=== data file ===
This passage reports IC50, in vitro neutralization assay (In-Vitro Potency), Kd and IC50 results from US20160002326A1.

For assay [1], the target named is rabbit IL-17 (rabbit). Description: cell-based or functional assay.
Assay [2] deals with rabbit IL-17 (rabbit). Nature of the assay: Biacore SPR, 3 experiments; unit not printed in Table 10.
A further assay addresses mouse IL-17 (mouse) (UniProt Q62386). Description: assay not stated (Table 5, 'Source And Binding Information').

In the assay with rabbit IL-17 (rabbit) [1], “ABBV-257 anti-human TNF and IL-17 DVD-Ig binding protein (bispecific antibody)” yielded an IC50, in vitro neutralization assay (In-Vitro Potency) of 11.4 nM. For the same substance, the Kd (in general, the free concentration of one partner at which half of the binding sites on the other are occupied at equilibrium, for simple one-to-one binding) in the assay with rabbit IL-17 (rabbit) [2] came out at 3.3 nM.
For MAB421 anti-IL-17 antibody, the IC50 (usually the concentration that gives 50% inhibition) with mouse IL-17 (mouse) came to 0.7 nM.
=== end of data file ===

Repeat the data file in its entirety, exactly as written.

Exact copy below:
This passage reports IC50, in vitro neutralization assay (In-Vitro Potency), Kd and IC50 results from US20160002326A1.

For assay [1], the target named is rabbit IL-17 (rabbit). Description: cell-based or functional assay.
Assay [2] deals with rabbit IL-17 (rabbit). Nature of the assay: Biacore SPR, 3 experiments; unit not printed in Table 10.
A further assay addresses mouse IL-17 (mouse) (UniProt Q62386). Description: assay not stated (Table 5, 'Source And Binding Information').

In the assay with rabbit IL-17 (rabbit) [1], “ABBV-257 anti-human TNF and IL-17 DVD-Ig binding protein (bispecific antibody)” yielded an IC50, in vitro neutralization assay (In-Vitro Potency) of 11.4 nM. For the same substance, the Kd (in general, the free concentration of one partner at which half of the binding sites on the other are occupied at equilibrium, for simple one-to-one binding) in the assay with rabbit IL-17 (rabbit) [2] came out at 3.3 nM.
For MAB421 anti-IL-17 antibody, the IC50 (usually the concentration that gives 50% inhibition) with mouse IL-17 (mouse) came to 0.7 nM.